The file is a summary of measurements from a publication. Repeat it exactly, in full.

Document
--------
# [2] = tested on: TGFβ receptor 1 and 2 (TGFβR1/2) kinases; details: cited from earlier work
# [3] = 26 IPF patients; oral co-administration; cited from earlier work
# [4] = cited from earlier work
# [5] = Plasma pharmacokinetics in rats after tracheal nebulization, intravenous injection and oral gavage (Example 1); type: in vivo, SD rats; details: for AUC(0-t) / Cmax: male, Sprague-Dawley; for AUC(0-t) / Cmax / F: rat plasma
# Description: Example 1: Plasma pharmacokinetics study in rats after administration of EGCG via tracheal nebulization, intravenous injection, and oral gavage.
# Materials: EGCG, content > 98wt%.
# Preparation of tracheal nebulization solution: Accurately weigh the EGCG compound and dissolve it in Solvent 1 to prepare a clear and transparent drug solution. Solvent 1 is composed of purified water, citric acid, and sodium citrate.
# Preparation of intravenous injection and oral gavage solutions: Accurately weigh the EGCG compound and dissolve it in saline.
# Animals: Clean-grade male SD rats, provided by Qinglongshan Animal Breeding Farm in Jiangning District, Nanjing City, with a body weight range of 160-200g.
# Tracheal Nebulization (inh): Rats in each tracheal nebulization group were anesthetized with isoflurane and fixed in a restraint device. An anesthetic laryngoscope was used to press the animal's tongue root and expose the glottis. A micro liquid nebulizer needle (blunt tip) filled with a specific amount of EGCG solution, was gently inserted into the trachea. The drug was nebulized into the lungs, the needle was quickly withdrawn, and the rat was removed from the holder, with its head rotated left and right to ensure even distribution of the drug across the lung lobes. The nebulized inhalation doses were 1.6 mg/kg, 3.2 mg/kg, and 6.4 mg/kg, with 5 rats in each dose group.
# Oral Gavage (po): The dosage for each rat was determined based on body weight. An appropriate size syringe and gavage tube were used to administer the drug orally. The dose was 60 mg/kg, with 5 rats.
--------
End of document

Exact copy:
# [2] = tested on: TGFβ receptor 1 and 2 (TGFβR1/2) kinases; details: cited from earlier work
# [3] = 26 IPF patients; oral co-administration; cited from earlier work
# [4] = cited from earlier work
# [5] = Plasma pharmacokinetics in rats after tracheal nebulization, intravenous injection and oral gavage (Example 1); type: in vivo, SD rats; details: for AUC(0-t) / Cmax: male, Sprague-Dawley; for AUC(0-t) / Cmax / F: rat plasma
# Description: Example 1: Plasma pharmacokinetics study in rats after administration of EGCG via tracheal nebulization, intravenous injection, and oral gavage.
# Materials: EGCG, content > 98wt%.
# Preparation of tracheal nebulization solution: Accurately weigh the EGCG compound and dissolve it in Solvent 1 to prepare a clear and transparent drug solution. Solvent 1 is composed of purified water, citric acid, and sodium citrate.
# Preparation of intravenous injection and oral gavage solutions: Accurately weigh the EGCG compound and dissolve it in saline.
# Animals: Clean-grade male SD rats, provided by Qinglongshan Animal Breeding Farm in Jiangning District, Nanjing City, with a body weight range of 160-200g.
# Tracheal Nebulization (inh): Rats in each tracheal nebulization group were anesthetized with isoflurane and fixed in a restraint device. An anesthetic laryngoscope was used to press the animal's tongue root and expose the glottis. A micro liquid nebulizer needle (blunt tip) filled with a specific amount of EGCG solution, was gently inserted into the trachea. The drug was nebulized into the lungs, the needle was quickly withdrawn, and the rat was removed from the holder, with its head rotated left and right to ensure even distribution of the drug across the lung lobes. The nebulized inhalation doses were 1.6 mg/kg, 3.2 mg/kg, and 6.4 mg/kg, with 5 rats in each dose group.
# Oral Gavage (po): The dosage for each rat was determined based on body weight. An appropriate size syringe and gavage tube were used to administer the drug orally. The dose was 60 mg/kg, with 5 rats.